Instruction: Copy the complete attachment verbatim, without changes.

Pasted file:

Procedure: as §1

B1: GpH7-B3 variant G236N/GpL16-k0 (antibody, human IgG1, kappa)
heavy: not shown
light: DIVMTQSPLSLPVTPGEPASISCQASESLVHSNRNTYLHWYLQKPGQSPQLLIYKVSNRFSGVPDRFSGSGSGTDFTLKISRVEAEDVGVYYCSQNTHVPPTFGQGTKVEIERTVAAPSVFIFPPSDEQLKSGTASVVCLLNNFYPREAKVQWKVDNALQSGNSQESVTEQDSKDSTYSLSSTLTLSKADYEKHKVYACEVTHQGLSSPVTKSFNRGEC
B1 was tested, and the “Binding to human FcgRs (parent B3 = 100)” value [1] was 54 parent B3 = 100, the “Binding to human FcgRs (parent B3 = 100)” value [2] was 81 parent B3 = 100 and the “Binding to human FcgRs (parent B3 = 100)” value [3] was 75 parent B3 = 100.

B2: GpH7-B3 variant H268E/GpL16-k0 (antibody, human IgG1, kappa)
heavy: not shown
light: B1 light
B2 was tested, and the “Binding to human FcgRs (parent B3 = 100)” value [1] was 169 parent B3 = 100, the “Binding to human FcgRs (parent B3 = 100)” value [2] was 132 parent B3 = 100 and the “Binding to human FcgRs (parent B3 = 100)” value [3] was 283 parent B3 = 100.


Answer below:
Procedure: as §1

B1: GpH7-B3 variant G236N/GpL16-k0 (antibody, human IgG1, kappa)
heavy: not shown
light: DIVMTQSPLSLPVTPGEPASISCQASESLVHSNRNTYLHWYLQKPGQSPQLLIYKVSNRFSGVPDRFSGSGSGTDFTLKISRVEAEDVGVYYCSQNTHVPPTFGQGTKVEIERTVAAPSVFIFPPSDEQLKSGTASVVCLLNNFYPREAKVQWKVDNALQSGNSQESVTEQDSKDSTYSLSSTLTLSKADYEKHKVYACEVTHQGLSSPVTKSFNRGEC
B1 was tested, and the “Binding to human FcgRs (parent B3 = 100)” value [1] was 54 parent B3 = 100, the “Binding to human FcgRs (parent B3 = 100)” value [2] was 81 parent B3 = 100 and the “Binding to human FcgRs (parent B3 = 100)” value [3] was 75 parent B3 = 100.

B2: GpH7-B3 variant H268E/GpL16-k0 (antibody, human IgG1, kappa)
heavy: not shown
light: B1 light
B2 was tested, and the “Binding to human FcgRs (parent B3 = 100)” value [1] was 169 parent B3 = 100, the “Binding to human FcgRs (parent B3 = 100)” value [2] was 132 parent B3 = 100 and the “Binding to human FcgRs (parent B3 = 100)” value [3] was 283 parent B3 = 100.